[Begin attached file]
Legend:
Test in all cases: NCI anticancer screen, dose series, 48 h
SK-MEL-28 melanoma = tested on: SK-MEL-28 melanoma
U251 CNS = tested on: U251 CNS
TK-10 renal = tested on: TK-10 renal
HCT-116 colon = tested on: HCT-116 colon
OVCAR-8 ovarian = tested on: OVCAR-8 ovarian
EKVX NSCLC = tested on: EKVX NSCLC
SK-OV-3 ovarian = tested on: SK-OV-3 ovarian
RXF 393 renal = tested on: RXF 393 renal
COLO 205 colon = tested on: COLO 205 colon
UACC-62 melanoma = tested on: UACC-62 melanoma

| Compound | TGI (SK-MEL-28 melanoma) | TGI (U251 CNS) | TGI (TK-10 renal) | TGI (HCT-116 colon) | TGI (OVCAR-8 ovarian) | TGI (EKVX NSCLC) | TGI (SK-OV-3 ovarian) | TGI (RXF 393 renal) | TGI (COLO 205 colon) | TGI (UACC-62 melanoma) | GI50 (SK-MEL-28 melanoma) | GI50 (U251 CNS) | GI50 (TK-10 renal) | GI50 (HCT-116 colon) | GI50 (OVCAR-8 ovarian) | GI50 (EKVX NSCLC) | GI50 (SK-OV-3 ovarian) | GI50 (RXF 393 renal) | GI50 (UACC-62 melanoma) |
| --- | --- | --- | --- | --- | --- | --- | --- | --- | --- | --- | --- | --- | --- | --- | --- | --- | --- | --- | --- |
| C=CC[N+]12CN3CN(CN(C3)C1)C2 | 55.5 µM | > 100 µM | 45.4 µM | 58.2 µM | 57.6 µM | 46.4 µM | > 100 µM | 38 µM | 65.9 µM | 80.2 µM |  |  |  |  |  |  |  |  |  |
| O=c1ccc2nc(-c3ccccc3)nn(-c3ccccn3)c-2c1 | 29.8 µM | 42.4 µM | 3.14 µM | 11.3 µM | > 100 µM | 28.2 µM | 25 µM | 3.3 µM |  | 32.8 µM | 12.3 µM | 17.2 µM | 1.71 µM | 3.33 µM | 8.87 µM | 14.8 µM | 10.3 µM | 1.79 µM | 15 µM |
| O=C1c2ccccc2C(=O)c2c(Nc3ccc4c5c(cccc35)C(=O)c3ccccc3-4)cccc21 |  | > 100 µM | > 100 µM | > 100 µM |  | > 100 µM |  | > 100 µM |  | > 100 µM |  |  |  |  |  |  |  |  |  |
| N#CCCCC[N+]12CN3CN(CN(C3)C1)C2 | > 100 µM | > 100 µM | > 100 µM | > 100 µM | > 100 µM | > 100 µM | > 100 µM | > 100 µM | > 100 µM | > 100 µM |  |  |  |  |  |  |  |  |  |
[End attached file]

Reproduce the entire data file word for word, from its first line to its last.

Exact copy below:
Legend:
Test in all cases: NCI anticancer screen, dose series, 48 h
SK-MEL-28 melanoma = tested on: SK-MEL-28 melanoma
U251 CNS = tested on: U251 CNS
TK-10 renal = tested on: TK-10 renal
HCT-116 colon = tested on: HCT-116 colon
OVCAR-8 ovarian = tested on: OVCAR-8 ovarian
EKVX NSCLC = tested on: EKVX NSCLC
SK-OV-3 ovarian = tested on: SK-OV-3 ovarian
RXF 393 renal = tested on: RXF 393 renal
COLO 205 colon = tested on: COLO 205 colon
UACC-62 melanoma = tested on: UACC-62 melanoma

| Compound | TGI (SK-MEL-28 melanoma) | TGI (U251 CNS) | TGI (TK-10 renal) | TGI (HCT-116 colon) | TGI (OVCAR-8 ovarian) | TGI (EKVX NSCLC) | TGI (SK-OV-3 ovarian) | TGI (RXF 393 renal) | TGI (COLO 205 colon) | TGI (UACC-62 melanoma) | GI50 (SK-MEL-28 melanoma) | GI50 (U251 CNS) | GI50 (TK-10 renal) | GI50 (HCT-116 colon) | GI50 (OVCAR-8 ovarian) | GI50 (EKVX NSCLC) | GI50 (SK-OV-3 ovarian) | GI50 (RXF 393 renal) | GI50 (UACC-62 melanoma) |
| --- | --- | --- | --- | --- | --- | --- | --- | --- | --- | --- | --- | --- | --- | --- | --- | --- | --- | --- | --- |
| C=CC[N+]12CN3CN(CN(C3)C1)C2 | 55.5 µM | > 100 µM | 45.4 µM | 58.2 µM | 57.6 µM | 46.4 µM | > 100 µM | 38 µM | 65.9 µM | 80.2 µM |  |  |  |  |  |  |  |  |  |
| O=c1ccc2nc(-c3ccccc3)nn(-c3ccccn3)c-2c1 | 29.8 µM | 42.4 µM | 3.14 µM | 11.3 µM | > 100 µM | 28.2 µM | 25 µM | 3.3 µM |  | 32.8 µM | 12.3 µM | 17.2 µM | 1.71 µM | 3.33 µM | 8.87 µM | 14.8 µM | 10.3 µM | 1.79 µM | 15 µM |
| O=C1c2ccccc2C(=O)c2c(Nc3ccc4c5c(cccc35)C(=O)c3ccccc3-4)cccc21 |  | > 100 µM | > 100 µM | > 100 µM |  | > 100 µM |  | > 100 µM |  | > 100 µM |  |  |  |  |  |  |  |  |  |
| N#CCCCC[N+]12CN3CN(CN(C3)C1)C2 | > 100 µM | > 100 µM | > 100 µM | > 100 µM | > 100 µM | > 100 µM | > 100 µM | > 100 µM | > 100 µM | > 100 µM |  |  |  |  |  |  |  |  |  |